Wednesday, August 22, 2018

Seafood Bisque. Shrimp And Crab.

With temperatures hovering in the mid-90s, I figgered it was time for a nice, steaming bowl of hot soup - a seafood soup.  Technically, I'm making a bisque.  That makes my soup French, smooth and creamy, and made with crustaceans, or shellfish, with the notable addition of wine and cream.  It is thought that the name is derived from Biscay, as in Bay of Biscay off the coast of France.  Bisque could also be derived from bis cuites, meaning twice cooked, since the shells are themselves first cooked, then the whole mélange is cooked together.

What about a chowder, you ask?  Is it chowder?  No, mes petits.  A chowder, while also derived from the French, is thick and chunky and filled with hearty vegetables, like potatoes.  And the word "chowder" (in French, chaudrée) comes from the French word for cauldron (chaudron), which is the pot Frenchmen used to cook their soup.

Now, where was I?  Oh...  the bisque.  Summertime.  Heat.  Why, Rosie?  Why?
Well, I'll tell you why.
The Hawthornes just bought 25 pounds of heads-on shrimp from our shrimpman, stocking up for the winter ahead.  Gathering our nuts, so to speak, like little squirrels.  To freeze the shrimp, we first must de-head the little buggers, and Rosie, not being a wastrel, is going to put all those heads to good use.

Here's my game plan:
First, I'm making a seafood stock, using the heads and any shells I might have, along with some "aromatics."  Then, I'm making the seafood bisque, using some of the stock (and freezing the rest), and tossing in some shrimp and lump crab meat, with a little sherry and cream added in for good measure.

 Here's the prize, so hang on.
It's worth the wait and the effort.

Let's start on the stock.
And remember:  The amounts here are not etched in stone.  
Making a stock is all give and take.  Don't worry about exact amounts.
Just throw it all in a pot and go for it.

I have at least 2 pounds of shrimp heads and shells here.

For my aromatics, I have onions, carrots, celery stalks, garlic, peppercorns, thyme, and bay leaves.
Coarsely chop the onions, carrots, and celery, and smash the garlic.

I heated up 2-3 tablespoons of oil in my stock pot (medium heat) and poured in the shrimp heads.

Poke and stir the shrimp for 5-6 minutes.

  When the shrimp have turned a nice pink color...

... like this ...

Add in the aromatics.  Along with a teaspoon of kosher salt.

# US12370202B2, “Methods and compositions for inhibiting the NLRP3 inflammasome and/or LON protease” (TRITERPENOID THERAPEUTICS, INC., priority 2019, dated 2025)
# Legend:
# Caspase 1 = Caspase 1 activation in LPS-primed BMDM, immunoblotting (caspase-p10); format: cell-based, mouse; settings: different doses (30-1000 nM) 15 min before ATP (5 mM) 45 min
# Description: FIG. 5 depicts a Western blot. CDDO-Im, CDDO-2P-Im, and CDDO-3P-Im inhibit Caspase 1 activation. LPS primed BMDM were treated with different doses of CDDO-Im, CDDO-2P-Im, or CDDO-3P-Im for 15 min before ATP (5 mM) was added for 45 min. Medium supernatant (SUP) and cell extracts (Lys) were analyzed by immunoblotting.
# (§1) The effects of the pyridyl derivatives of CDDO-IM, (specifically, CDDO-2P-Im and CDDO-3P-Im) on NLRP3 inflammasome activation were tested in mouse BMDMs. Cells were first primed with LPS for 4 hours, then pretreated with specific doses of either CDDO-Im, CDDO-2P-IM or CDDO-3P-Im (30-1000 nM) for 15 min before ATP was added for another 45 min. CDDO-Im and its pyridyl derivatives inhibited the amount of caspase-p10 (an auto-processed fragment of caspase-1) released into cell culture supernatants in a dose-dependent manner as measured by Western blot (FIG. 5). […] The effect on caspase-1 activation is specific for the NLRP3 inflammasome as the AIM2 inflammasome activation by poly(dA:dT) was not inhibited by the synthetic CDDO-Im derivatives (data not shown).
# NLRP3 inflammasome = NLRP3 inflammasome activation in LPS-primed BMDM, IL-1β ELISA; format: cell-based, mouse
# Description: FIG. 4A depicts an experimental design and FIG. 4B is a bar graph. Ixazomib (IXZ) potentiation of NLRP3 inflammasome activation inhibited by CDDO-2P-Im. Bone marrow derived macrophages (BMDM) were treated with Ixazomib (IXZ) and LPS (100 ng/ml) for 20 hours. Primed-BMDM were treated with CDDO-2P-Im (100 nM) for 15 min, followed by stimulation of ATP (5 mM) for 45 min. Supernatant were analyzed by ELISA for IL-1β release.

I use fresh bay leaves just picked off my tree.  If you're using dried, only use one or two. 
Dried is stronger.

Pour in water to cover - about 6 quarts.
Bring to a simmer and let it go for about 45-60 minutes, skimming any foamy stuff off the top.
Drain off liquid and discard solids.
Yield:  about 4 1/2 quarts
I froze 4 of the quarts and saved a pint for my seafood bisque.

Now, here's the shrimp and crab bisque.
Shrimp and Crab Bisque
Yield:  1 quart

1/4 cup minced celery
1/4 cup minced onion
4 TB unsalted butter
4 TB flour
kosher salt and freshly ground pepper
1/2 cup skim milk
1/2 cup heavy cream
1 pint shrimp stock
1 TB Lea & Perrins Worcestershire sauce
1/4 cup sherry
1 tsp Old Bay Seasoning
kosher salt and freshly ground pepper, to taste

1 pound lump crab meat
2 dozen shrimp, cooked and chopped (Again, don't count out exactly 24 shrimp.  This is just a guideline.)
a few drops Texas Pete (optional), to taste
fresh thyme
chopped scallions

Over medium heat, melt the butter.  Add in the onion and celery and sauté for about a minute.  Add in the flour and cook, stirring, for two minutes.  (You want to cook the flour to get the raw taste out.)
Slowly pour in the shrimp stock, stirring and letting it thicken.  Stir in skim milk and cream.  Add in Lea & Perrins,  Old Bay seasoning, and sherry.  Taste test.  Adjust seasoning, if desired, by adding salt, pepper, and/or more Old Bay and/or sherry.  If you don't have sherry, white wine works in a pinch.  Add shrimp and crab meat, being careful not to break up lumps of crab.  Heat through.  Ladle into serving bowls.  Top with fresh thyme, scallions, and a few drops of Texas Pete.

And now, the step-by-steps:
Heat the butter until foamy.  Medium heat.
Add in the celery and onion.
Cook for a minute.

Add in the flour and cook for two minutes, stirring, to cook out the raw taste.

Sloooooooowly, stir in the stock...
...letting it thicken.

Slowly pour in milk and cream.

Stir in the L&P, sherry, and Old Bay.
Taste test.  Kosher salt and freshly ground pepper.  Taste test.  Adjust, if needed.

Drop in shrimp and crab meat.  Heat through. 
Ladle into bowls.
Top with fresh thyme, scallions, and drops of Texas Pete.

I like to serve with nice buttered toast from my homemade baguettes.

Seafood in every bite.  Just as it should be.


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